Palavras-chave: Learedius learedi, Chelonia mydas, Spirorchiidae, Chelonidae, novo hospedeiro


 

 

INTRODUCTION

The family Spirorchiidae Stunkard 1921 includes a group of trematodes which inhabit the circulatory system of turtles. This family has 100 species grouped in 19 genera (Smith 1997; Platt 2002).

Ten genera of the Spirorchiidae family are described in sea turtles (Platt, 2002). They are found in regions of the Atlantic and Northern Pacific Oceans (Wolker et al., 1982; Aguirre et al., 1998), Caribbean (Dyer et al., 1991), Central America (Inohuye-Rivera et al., 2004), and Australia (Glazebrook et al., 1989).

Despite the wide geographical distribution and the large number of trematode species in the family Spirochiidae, there is no report of their presence in the Southwestern Atlantic. The objective of this study was to report the occurrence of Learedius learedi Price 1934 in specimens of Chelonia mydas Linnaeus 1758 in Brazil.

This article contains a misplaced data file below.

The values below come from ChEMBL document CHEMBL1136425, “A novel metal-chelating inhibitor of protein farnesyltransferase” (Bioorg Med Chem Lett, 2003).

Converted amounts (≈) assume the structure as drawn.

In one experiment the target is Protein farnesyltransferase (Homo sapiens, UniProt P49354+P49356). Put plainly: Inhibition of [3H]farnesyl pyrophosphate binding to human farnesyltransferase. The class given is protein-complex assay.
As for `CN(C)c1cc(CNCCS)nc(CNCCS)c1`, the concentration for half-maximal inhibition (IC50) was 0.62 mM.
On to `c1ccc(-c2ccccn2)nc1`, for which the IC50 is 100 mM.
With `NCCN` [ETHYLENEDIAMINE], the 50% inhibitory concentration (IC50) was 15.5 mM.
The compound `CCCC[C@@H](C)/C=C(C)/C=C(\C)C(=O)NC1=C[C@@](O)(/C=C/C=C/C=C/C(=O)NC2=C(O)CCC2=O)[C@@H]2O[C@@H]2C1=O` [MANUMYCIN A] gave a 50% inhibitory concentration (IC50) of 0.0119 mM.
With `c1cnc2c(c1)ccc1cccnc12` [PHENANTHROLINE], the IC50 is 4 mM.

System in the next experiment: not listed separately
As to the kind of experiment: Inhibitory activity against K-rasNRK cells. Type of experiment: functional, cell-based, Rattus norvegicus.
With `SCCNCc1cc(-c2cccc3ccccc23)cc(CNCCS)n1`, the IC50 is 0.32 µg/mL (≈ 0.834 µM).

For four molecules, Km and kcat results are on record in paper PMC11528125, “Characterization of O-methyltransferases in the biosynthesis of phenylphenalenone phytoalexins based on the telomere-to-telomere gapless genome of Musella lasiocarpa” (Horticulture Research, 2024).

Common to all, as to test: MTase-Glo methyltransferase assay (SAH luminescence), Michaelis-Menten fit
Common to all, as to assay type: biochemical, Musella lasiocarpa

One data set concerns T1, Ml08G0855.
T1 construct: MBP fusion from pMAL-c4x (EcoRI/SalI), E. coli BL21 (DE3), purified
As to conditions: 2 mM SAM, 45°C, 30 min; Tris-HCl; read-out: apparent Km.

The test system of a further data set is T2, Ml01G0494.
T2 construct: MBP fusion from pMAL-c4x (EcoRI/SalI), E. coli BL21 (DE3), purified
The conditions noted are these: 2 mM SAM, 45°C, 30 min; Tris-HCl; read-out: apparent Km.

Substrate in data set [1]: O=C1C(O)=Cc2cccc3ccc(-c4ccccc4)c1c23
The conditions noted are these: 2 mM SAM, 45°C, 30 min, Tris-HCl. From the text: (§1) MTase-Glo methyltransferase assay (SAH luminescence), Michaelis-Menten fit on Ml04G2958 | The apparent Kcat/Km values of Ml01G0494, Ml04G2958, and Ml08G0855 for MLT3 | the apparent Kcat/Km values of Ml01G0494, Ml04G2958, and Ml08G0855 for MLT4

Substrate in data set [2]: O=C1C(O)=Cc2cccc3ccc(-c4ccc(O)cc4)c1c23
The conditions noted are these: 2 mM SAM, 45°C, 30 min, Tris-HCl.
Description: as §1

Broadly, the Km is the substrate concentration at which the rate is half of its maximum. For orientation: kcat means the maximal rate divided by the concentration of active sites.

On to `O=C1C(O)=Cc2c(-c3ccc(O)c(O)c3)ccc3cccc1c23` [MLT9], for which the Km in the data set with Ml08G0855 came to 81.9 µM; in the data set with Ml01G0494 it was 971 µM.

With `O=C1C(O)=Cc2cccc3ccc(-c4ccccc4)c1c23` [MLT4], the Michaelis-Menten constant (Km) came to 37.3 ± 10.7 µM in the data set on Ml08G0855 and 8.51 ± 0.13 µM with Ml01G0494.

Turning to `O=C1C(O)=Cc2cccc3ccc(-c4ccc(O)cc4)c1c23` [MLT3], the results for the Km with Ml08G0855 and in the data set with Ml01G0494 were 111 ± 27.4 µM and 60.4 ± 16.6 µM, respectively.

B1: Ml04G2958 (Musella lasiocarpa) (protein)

CASE DESCRIPITIONS

The study included 11 juvenile C. mydas specimens (mean curvilinear carapace length 37.8cm; mean weight 6.2 kg) from Ubatuba, Northern coast of São Paulo State. The animals were found dead or died at the TAMAR-IBAMA Project Marine Sea Turtle Rehabilitation Center between June and August 2005. Eight animals were found dead after contact with fishing and three were caught floating near the coast.

Necropsies were performed according to Wyneken (2001). After opening the celomatic cavity, heart, spleen, liver, mesenterium, lungs and kidneys, and body wash from each animal were collected and processed according to Snyder and Clopton (2005) adapted technique, recovering the helminthes in a sedimentation flask instead of a separator funnel.